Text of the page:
I WROTE ABOUT THINKING YESTERDAY—AND THEN RAN ACROSS THIS HIGHLY RELEVANT QUOTE
I FIND IT STRANGE, INDEED, THAT WE DON’T DISCUSS IDEAS MORE
Before I went to university (at the tender age of 16) I harbored the rather idealistic notion that much of our conversation there would be intellectual in nature, and appropriately stimulating. I don’t quite know where I got this naïve notion from, but it was almost certainly from reading.
Reading is a fine and wonderful thing—but it can be misleading until leavened by experience of real life. For instance, I had read numerous adventure stories featuring combat before I first came under fire—but I found the real thing decidedly different to the written word. I found much the same thing about falling in love—and sex—or firing a .50 heavy machine gun.
It is not that the written word is necessarily inaccurate. It is more that even the most brilliant writer has a hard time communicating the intensity of reality, the impact on your emotions, and the fact that the mental and the physical are so intertwined—and so extraordinarily had to control.
Reality—outside the mundane—has a tendency to be intense, confusing, and physical to a level that reading can rarely match—no matter how good your imagination.
In practice, most of our dialogue at university was as banal and uninteresting as it tends to be in life generally—and focused more on pubs, sex, sport, cars, vacation jobs, and gossip, than whether communism could be made to work, or lasers invented.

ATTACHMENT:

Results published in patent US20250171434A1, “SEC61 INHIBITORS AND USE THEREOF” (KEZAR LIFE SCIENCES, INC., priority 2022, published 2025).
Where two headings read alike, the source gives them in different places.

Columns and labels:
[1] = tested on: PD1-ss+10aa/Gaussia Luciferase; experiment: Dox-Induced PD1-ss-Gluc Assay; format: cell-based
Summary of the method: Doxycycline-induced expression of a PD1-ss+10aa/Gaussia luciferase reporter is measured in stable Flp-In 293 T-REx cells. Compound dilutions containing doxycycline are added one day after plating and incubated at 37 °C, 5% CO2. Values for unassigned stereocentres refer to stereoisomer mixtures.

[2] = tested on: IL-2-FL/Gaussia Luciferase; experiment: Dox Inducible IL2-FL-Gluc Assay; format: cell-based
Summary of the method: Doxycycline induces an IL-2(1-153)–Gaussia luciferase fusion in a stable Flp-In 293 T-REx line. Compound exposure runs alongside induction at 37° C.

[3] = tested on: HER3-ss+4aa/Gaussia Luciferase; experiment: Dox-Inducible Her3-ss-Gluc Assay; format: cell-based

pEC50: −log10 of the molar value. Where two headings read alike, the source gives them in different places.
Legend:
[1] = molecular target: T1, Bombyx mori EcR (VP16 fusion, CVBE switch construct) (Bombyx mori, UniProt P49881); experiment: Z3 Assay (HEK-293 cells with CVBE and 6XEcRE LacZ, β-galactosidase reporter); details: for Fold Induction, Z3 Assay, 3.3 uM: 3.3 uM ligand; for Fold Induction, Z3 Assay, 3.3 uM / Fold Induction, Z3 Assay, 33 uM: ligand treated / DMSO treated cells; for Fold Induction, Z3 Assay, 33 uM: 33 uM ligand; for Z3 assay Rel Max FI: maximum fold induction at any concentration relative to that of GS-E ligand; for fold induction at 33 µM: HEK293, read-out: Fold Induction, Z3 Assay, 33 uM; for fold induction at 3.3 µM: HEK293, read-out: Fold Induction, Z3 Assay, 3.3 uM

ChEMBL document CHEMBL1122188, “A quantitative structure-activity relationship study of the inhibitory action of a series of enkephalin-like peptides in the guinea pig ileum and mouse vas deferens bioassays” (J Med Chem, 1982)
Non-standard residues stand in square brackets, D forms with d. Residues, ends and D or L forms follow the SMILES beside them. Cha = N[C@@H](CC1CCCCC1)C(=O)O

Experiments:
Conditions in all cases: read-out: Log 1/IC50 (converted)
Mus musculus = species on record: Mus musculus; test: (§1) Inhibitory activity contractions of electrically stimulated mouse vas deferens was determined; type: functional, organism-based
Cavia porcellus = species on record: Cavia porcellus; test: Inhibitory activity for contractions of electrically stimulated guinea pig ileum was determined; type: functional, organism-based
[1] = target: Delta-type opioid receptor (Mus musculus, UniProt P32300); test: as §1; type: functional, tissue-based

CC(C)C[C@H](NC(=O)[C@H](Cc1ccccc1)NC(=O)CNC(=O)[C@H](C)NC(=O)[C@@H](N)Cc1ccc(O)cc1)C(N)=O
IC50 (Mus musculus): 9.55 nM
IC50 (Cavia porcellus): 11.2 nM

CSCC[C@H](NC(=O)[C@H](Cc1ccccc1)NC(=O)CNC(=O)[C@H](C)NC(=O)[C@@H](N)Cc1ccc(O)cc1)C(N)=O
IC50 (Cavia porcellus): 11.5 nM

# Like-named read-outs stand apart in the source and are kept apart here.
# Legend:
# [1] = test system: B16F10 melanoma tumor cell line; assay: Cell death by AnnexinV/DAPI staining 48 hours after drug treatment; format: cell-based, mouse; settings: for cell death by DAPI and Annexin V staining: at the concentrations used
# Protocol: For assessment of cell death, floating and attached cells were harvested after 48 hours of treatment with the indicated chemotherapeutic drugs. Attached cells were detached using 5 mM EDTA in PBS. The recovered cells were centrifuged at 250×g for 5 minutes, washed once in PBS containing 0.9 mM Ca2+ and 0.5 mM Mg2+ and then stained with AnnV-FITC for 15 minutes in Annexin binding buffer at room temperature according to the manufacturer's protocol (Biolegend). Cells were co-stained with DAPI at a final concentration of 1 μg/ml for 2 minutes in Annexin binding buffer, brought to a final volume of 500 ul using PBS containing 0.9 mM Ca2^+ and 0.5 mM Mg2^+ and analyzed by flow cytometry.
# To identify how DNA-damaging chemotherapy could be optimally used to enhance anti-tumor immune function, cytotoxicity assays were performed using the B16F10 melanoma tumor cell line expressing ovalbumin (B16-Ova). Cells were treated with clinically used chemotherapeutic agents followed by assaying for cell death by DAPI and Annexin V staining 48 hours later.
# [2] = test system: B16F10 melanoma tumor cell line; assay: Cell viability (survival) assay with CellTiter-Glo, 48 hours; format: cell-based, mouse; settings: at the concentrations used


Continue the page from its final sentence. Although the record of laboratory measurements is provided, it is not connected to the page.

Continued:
As is the nature of social life, it was pleasant and convivial enough in a mild way (it is always nice to be socially accepted), but—at least as far as I was concerned—extremely frustrating. I longed for the cut and thrust of intellectual debate—but encountered it seldom.
I graduated at 20, and throughout the intervening 51 years still find the serious discussion of ideas to be a comparatively uncommon thing. Issues are discussed—but, when they are, there is a tendency for argument by assertion to take precedence over genuine debate.
Certainly it is entirely legitimate—to the point of being helpful—to merely exchange views, and it is less contentious, but I miss what I tend to think of as ‘the logic of the argument’ whereby another’s perspective, hopefully supported by fresh information, can bring fresh enlightenment, and perhaps even change your mind.
I enjoy having my mind changed. It is truly exciting when you are exposed to new evidence, or a different slant, and you suddenly realize, with a rush, that your assumption was wrong or flawed in some way. I tend to think of it literally visually as light invading darkness—starting as a chink, and then flooding in. I guess many of us do given the frequency of the word ‘enlighten.’
I now realize that most people don’t really like discussing ideas in any depth. They take the view that most things can’t be changed, that the most practical approach is to accept things the way they are—and just get on with life, and, anyway, they are simply not used to exercising their minds in this way. They find the process uncomfortable.
I accept this reality—and have for many years—and fill the gap with reading, radio, and the internet, but it has made me wonder whether we might not all be in a better place if the social norm of not discussing ideas was changed.